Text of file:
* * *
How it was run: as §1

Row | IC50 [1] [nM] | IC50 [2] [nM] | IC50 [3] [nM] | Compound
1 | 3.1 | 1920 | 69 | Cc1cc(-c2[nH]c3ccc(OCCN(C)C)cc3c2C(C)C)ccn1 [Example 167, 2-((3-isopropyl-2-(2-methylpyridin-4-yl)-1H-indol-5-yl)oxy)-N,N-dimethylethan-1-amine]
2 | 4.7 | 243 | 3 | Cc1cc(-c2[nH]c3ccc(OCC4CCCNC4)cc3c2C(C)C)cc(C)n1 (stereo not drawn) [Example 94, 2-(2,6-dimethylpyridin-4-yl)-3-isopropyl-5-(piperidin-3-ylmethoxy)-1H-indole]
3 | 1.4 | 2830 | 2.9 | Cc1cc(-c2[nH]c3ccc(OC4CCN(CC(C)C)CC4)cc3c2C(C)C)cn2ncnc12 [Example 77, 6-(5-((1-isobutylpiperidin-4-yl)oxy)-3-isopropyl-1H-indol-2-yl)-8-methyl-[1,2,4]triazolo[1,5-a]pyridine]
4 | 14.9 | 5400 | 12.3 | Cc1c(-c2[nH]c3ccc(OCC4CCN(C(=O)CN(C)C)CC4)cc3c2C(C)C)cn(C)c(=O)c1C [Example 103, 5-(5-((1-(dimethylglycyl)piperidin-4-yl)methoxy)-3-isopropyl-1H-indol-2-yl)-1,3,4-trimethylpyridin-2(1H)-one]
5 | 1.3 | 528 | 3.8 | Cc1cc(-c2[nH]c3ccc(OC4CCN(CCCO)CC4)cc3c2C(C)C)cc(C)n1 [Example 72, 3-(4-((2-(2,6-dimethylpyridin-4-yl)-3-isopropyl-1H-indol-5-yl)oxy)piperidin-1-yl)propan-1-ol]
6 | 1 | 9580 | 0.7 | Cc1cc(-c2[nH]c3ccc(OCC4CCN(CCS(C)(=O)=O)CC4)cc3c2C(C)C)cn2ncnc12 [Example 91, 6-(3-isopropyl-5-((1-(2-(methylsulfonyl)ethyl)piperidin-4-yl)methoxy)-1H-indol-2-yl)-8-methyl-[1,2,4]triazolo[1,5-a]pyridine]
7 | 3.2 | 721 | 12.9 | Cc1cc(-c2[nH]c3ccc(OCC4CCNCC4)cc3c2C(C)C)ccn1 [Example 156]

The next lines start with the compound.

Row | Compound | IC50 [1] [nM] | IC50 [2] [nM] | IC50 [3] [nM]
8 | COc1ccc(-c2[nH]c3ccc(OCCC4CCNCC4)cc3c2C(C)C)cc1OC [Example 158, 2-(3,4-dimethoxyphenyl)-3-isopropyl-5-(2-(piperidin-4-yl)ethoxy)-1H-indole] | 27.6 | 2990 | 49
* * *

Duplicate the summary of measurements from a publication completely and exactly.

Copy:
How it was run: as §1

Row | IC50 [1] [nM] | IC50 [2] [nM] | IC50 [3] [nM] | Compound
1 | 3.1 | 1920 | 69 | Cc1cc(-c2[nH]c3ccc(OCCN(C)C)cc3c2C(C)C)ccn1 [Example 167, 2-((3-isopropyl-2-(2-methylpyridin-4-yl)-1H-indol-5-yl)oxy)-N,N-dimethylethan-1-amine]
2 | 4.7 | 243 | 3 | Cc1cc(-c2[nH]c3ccc(OCC4CCCNC4)cc3c2C(C)C)cc(C)n1 (stereo not drawn) [Example 94, 2-(2,6-dimethylpyridin-4-yl)-3-isopropyl-5-(piperidin-3-ylmethoxy)-1H-indole]
3 | 1.4 | 2830 | 2.9 | Cc1cc(-c2[nH]c3ccc(OC4CCN(CC(C)C)CC4)cc3c2C(C)C)cn2ncnc12 [Example 77, 6-(5-((1-isobutylpiperidin-4-yl)oxy)-3-isopropyl-1H-indol-2-yl)-8-methyl-[1,2,4]triazolo[1,5-a]pyridine]
4 | 14.9 | 5400 | 12.3 | Cc1c(-c2[nH]c3ccc(OCC4CCN(C(=O)CN(C)C)CC4)cc3c2C(C)C)cn(C)c(=O)c1C [Example 103, 5-(5-((1-(dimethylglycyl)piperidin-4-yl)methoxy)-3-isopropyl-1H-indol-2-yl)-1,3,4-trimethylpyridin-2(1H)-one]
5 | 1.3 | 528 | 3.8 | Cc1cc(-c2[nH]c3ccc(OC4CCN(CCCO)CC4)cc3c2C(C)C)cc(C)n1 [Example 72, 3-(4-((2-(2,6-dimethylpyridin-4-yl)-3-isopropyl-1H-indol-5-yl)oxy)piperidin-1-yl)propan-1-ol]
6 | 1 | 9580 | 0.7 | Cc1cc(-c2[nH]c3ccc(OCC4CCN(CCS(C)(=O)=O)CC4)cc3c2C(C)C)cn2ncnc12 [Example 91, 6-(3-isopropyl-5-((1-(2-(methylsulfonyl)ethyl)piperidin-4-yl)methoxy)-1H-indol-2-yl)-8-methyl-[1,2,4]triazolo[1,5-a]pyridine]
7 | 3.2 | 721 | 12.9 | Cc1cc(-c2[nH]c3ccc(OCC4CCNCC4)cc3c2C(C)C)ccn1 [Example 156]

The next lines start with the compound.

Row | Compound | IC50 [1] [nM] | IC50 [2] [nM] | IC50 [3] [nM]
8 | COc1ccc(-c2[nH]c3ccc(OCCC4CCNCC4)cc3c2C(C)C)cc1OC [Example 158, 2-(3,4-dimethoxyphenyl)-3-isopropyl-5-(2-(piperidin-4-yl)ethoxy)-1H-indole] | 27.6 | 2990 | 49